So, with Craig out, that probably opens up a slot for Shane Robinson to start the season with the club.  I sorted out some of the possibilities earlier in the week, but with the news on Craig, that should mean that both Robinson and Erik Komatsu will make the team, at least for a few major league games.  I don't know that Robinson will get enough looks in that time to make them keep him when Craig is back, but we'll wait and see.

On the field, Adam Wainwright struggled for the first time this spring.  The good thing was that it was just one of those days, not anything that related to his arm troubles.  It was completely mechanical, which is something that an experienced pitcher like him can usually fix quickly.  I would guess, though, that it's tough to do during a game, easier in the days afterwards.  Unfortunately, Waino doesn't face major league hitters again until he goes in the Milwaukee series, as he's just pitching in a minor league game next Tuesday while the big club (or at least some of it) goes to Springfield.

Chris Carpenter is throwing.  It doesn't sound like that is necessarily good news, just news.  As Carpenter said, "I can go out there and throw all day long.  I can't do it.....well."  Until the nerves start working or until they can figure out what's causing the nerves not to work, Carp sounds like he's in a bit of a holding pattern.  Hopefully it'll be a quick recovery, but for some reason I'm not extremely confident.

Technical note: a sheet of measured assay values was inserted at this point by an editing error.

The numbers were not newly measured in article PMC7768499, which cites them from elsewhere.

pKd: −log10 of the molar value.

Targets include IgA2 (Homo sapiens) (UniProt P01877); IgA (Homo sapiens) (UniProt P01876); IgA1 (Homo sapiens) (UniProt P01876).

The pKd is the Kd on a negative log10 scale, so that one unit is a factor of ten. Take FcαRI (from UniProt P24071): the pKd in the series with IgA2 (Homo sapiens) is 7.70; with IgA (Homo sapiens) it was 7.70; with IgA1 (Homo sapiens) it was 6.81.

Back to yesterday's game for a bit.  Matt Carpenter continued his spring hitting by tripling in the go-ahead run in the seventh.  Lance Berkman stole a base (off of our old friend Gerald Laird).  Tyler Greene went yard.  And, for the most part, the bullpen did its job.  Mitchell Boggs allowed a run in two innings, but J.C. Romero, Fernando Salas, and Jason Motte were all unscored upon.  All in all, save for Wainwright's struggled, a very good spring training game and one that you hope you'll see repeated in the regular season.

Cards have the Marlins today for the last time this spring and Lance Lynn will be on the mound.  If you have GameDay Audio from MLB, the Marlins' radio network will be covering the game so you can listen to it then.

Here on the blog, the NL West predictions for the UCB project will be up as well as the last Playing Pepper with the Washington Nationals.  Plus, remember that today is your last day to vote on the regional finals for the All-Time Cardinal Tournament Team!  You can find the Smith Regional Finals right here and the others are linked in that post.  It's a close but low-scoring battle right now, so go make your selection!

UCB Prediction Week, Part III: National League Central

Posted on March 28, 2012 at 2:30 PM
As you know by now, this is the week for predictions from the United Cardinal Bloggers.  We peak here in the middle of the week with the division we all know and care about, the NL Central.  (Means it's all downhill from here, folks.)